Galle Dutch Fort
Sri Lanka’s best preserved colonial townscape is enclosed with huge walls and bastions which now protect the area from modernization as effectively as they once protected Dutch trading interests from marauding adventurers.
The fort was built by the Portuguese in 1619and subsequently developed and expanded by the Dutch and the British, the one-time colonial master of the island. What now remains is mostly the work of the Dutch and the British. Declared a world heritage site in 1988, the fort has an understated, quietly decaying charm, its low-rise streets lined with old churches and Dutch colonial Villas, many of them retaining their street-facing verandahs, their white plaster now stripped by the sea and weathered to a peeling grey. They is actually not much to see (a few bizarre museums excepted), the main pleasure is just ambling round the atmospheric od streets and round the walls, enjoying the easy pace of life and refreshing absence of traffic – you won’t find a quieter town anywhere else in the island.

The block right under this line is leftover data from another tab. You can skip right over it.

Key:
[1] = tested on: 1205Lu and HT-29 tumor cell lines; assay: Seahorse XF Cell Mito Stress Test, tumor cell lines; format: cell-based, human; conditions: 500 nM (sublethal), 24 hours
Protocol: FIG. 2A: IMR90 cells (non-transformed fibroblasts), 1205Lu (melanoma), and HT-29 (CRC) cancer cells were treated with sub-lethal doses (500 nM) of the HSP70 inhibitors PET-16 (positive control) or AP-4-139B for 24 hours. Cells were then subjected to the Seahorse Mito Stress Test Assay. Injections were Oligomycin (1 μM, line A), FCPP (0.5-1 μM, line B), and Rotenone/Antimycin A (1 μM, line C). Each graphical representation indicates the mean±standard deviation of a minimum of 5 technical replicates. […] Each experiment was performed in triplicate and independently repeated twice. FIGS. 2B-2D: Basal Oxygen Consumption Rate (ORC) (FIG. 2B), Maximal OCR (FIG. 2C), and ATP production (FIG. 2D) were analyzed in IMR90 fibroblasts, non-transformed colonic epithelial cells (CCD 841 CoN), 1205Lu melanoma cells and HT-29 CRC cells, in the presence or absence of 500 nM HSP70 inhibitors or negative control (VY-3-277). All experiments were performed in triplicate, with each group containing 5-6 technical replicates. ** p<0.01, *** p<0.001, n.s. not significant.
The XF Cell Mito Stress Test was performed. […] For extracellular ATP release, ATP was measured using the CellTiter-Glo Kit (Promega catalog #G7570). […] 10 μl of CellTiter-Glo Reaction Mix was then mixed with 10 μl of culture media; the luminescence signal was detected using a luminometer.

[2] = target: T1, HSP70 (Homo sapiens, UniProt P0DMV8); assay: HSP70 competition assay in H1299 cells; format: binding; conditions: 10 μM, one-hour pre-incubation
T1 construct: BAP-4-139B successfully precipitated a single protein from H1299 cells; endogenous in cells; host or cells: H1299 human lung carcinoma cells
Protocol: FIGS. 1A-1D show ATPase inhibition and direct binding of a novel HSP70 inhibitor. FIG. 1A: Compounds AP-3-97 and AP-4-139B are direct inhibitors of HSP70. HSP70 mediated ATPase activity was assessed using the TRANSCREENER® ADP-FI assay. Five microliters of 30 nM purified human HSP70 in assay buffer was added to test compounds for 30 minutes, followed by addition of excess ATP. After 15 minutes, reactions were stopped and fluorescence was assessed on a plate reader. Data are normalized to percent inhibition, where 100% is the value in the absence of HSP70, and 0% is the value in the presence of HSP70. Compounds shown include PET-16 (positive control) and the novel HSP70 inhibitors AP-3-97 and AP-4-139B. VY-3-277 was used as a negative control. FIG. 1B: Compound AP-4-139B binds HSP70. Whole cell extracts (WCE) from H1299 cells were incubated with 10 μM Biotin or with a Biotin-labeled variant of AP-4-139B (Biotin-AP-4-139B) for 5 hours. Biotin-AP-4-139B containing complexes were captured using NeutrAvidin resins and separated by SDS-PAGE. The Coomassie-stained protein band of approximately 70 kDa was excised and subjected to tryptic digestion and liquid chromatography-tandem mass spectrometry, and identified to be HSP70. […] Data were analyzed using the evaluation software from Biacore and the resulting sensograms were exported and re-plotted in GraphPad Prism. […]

History of Galle
Ancient history and settlement.
Galle is thought to be the Biblical Tarshish, from where king Solomon gold, spices, ivory, apes and peacocks, and the combination of its fine natural harbor and strategic position of its sea route between Arabia, India and South East Asia made the town an important trading emporium long before the arrival of the Europeans.
In 1505 a Portuguese fleet heading for the Maldives ran into a storm and was forced to find refuge in the harbor. The fanciful story goes that, upon hearing the town’s cocks (in Portuguese Galo) crowing in the dusk, they christened the town Punto de Gale.
It wasn’t until 1588-89 that the Portuguese renewed their interest in Galle, building a small fort in Santa Cruz, which they later extended with a series of bastions and walls. The Dutch captured Galle in 1640 after a four-day siege, and in 1663 expanded the original Dutch fortifications to enclose the whole of Galle’s sea facing promontory, establishing the street plans and system bastions which survive to this day.